I found myself finishing the run with a pace of 4:42 (km). I wanted to test and compare the shoe’s performance when incorporated with some speedwork, as I occasionally run at tempo pace in the original React Infinitys. Doing so, I found my legs exerting more effort than usual the longer my run went. This is not something unusual as the shoe again is not designed to be fast. However, the first version managed to perform well enough for me at a much faster 5:05 pace. It might be due to the added weight in this newer version, or the fact that I just broke in the shoes, but there is a lack of responsiveness that becomes visible starting at tempo pace. The shoe still remains highly effective though when used in its intended purpose as a daily trainer, workouts that actually carry a bulk of any runner’s weekly mileage. Which is why I still would recommend the Nike React Infinity 2 to any runner looking for a new addition to their shoe rotation!
Here’s a look at my current shoe rotation to help you figure out how the Nike React Infinity 2 might fit in yours.
Daily/Easy/Recovery – Nike Pegasus 37, (2) Nike React Infinity 1s, (now) Nike React Infinity 2
Tempo/Threshold/Hills - Nike Vaporfly Next%, Hoka CarbonX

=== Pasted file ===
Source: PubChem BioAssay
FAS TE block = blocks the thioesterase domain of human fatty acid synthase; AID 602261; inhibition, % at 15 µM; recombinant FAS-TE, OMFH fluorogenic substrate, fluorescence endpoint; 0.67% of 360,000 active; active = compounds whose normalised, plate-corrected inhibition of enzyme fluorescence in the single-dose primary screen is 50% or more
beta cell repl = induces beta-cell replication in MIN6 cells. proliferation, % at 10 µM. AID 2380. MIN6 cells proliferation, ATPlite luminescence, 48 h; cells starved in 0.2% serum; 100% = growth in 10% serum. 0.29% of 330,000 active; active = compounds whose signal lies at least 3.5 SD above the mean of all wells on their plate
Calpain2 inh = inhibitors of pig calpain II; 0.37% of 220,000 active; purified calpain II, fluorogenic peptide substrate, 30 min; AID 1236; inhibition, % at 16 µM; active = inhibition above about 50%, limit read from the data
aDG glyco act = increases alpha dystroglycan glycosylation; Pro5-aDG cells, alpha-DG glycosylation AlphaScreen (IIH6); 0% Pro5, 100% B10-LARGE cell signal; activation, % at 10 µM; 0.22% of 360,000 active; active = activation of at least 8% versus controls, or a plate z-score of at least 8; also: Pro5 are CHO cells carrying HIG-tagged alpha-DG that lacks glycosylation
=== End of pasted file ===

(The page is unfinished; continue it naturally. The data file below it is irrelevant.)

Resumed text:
Racing/Marathon Shoe - Nike Alphafly, Nike Vaporfly Next%
Having the right shoe rotation is essential to every avid runner. As listed above, I categorized my runs into 3 sections with a list of corresponding shoes to run them in. With a wider variety of shoes to choose from when completing my weekly target mileage, my shoes are able to last much longer because just like any runner, they need to recover as well. Rotating multiple shoes designed for races, speedwork and easier runs ultimately allows me to stay healthier by reducing my risks to getting injured. So, lucky for me, I have already welcomed my latest addition to my line up. Are you looking for a new daily trainer? Look no further, the Nike React Infinity 2 is here!